Recently I stumbled across John Hampel's book Glass House 51. The premise for this story centers around Alphabank, the largest financial institution in the U.S. The powers that be at Alphabank have picked two of their employees, Richard (no last name) and Cristin Darrow to be bait in their quest to draw out Norman Dunne, a reclusive computer genius who is a former employee, and a suspect in a series of murders of young women.
What unfolds is a captivating story about power, greed, and control in the same vent as the classics dystopian novels like 1984 and Brave New World. In fact, the publishing blurb for the book states, "Glass House 51 is humbly dedicated to George Orwell and Aldous Huxley,,,,,,They saw it coming; they saw it first; they warned us. We learned nothing." In fact, the story that John Hampel weaves in this book is a first rate story that combines all of the best elements of the classic Big Brother stories of the past. Reading the book was like reading 1984, Brave New World, Animal House, and Fahrenheit 451 all rolled into one, with the addition of an exciting thriller threading through the story. I loved the way that the author referred to these books throughout the story, but I also loved the way that he updated the themes presented in the classics to make this book relevant to the current times. The addition of a thriller story line only added to the suspense in the book and really kept me turning the pages.
The main characters in the story were also masterfully done. I love books where the characters continually surprise me, and that happened in this books in many ways. At times I would think that I had a character figured out, only to have them do an about-face. This propensity to change and challenge my thinking of the characters really kept me interested to see what was going to happen next. I loved the way it also blurred the lines between the good and bad guys, and kept me on my toes trying to figure out who were going to be the eventual heroes.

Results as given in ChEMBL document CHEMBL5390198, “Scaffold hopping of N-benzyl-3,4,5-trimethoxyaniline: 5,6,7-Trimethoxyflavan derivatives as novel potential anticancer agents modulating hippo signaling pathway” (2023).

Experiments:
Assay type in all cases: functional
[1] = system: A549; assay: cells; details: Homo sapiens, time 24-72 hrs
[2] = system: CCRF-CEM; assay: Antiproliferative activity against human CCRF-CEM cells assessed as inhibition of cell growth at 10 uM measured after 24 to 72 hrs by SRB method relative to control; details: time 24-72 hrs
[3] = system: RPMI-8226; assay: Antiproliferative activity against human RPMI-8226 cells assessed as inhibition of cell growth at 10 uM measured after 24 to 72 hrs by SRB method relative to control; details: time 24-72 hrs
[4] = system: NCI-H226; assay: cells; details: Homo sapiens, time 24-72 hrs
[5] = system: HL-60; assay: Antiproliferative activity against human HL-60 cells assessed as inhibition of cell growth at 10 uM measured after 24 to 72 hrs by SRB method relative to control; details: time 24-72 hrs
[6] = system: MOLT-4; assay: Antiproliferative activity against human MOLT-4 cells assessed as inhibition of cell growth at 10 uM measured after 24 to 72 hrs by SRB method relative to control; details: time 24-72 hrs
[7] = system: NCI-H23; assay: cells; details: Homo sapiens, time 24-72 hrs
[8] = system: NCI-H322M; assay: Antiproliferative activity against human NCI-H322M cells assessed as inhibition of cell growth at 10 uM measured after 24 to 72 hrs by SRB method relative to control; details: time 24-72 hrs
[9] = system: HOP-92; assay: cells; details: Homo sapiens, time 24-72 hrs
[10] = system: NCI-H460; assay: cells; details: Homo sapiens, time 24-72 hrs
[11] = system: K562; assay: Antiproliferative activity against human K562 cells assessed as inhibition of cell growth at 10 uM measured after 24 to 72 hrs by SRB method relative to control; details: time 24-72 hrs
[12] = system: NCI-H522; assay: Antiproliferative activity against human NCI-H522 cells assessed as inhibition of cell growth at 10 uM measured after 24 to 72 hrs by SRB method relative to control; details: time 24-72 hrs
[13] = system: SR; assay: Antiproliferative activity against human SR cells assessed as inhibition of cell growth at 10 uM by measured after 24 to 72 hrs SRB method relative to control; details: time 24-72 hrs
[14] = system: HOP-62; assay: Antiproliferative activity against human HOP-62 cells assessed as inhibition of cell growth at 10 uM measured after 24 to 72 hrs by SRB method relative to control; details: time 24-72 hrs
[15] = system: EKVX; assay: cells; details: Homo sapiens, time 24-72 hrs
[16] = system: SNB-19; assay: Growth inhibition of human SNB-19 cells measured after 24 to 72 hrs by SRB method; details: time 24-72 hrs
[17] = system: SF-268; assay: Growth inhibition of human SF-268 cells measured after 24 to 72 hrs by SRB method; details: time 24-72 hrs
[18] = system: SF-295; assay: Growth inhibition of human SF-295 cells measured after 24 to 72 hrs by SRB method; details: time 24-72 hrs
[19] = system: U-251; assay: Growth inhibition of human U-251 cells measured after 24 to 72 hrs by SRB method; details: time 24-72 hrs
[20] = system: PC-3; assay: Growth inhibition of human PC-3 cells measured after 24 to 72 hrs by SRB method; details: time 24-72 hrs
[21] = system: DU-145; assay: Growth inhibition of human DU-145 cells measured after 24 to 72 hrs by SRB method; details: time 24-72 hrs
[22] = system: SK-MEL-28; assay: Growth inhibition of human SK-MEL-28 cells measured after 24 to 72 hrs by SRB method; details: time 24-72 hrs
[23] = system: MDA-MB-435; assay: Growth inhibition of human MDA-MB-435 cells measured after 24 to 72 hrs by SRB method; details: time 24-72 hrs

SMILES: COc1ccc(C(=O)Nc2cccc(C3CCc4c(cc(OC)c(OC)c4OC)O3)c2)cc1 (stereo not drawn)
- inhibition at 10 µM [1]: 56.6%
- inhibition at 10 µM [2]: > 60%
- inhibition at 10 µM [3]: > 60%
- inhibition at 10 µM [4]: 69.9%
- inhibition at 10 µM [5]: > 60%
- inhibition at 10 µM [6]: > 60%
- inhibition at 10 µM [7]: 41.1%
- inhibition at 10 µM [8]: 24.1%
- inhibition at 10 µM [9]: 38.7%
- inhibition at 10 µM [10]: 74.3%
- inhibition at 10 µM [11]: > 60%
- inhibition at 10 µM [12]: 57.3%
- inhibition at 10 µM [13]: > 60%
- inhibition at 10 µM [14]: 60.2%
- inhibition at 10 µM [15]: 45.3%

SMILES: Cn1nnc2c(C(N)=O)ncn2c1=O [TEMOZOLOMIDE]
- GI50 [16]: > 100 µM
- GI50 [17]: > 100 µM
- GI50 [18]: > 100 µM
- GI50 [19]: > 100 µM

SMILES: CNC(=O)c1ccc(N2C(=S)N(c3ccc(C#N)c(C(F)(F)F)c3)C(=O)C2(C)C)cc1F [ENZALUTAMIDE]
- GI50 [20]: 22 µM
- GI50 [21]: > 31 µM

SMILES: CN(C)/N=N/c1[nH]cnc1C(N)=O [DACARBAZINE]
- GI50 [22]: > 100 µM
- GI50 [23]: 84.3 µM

Unfortunately, this book has not gotten a lot of either press or exposure, which is really sad. It is a top-notch story with well developed characters that deal with important issues for our times. Is the story entirely plausible....probably not, but it has a lot to say to us about the information intensive age that we live in and lessons that it would be better to learn through fiction than through real life. Since neither of my sons were required to read 1984 OR Brave New World, I am going to direct them towards this book and hope that is sparks some great discussions among us.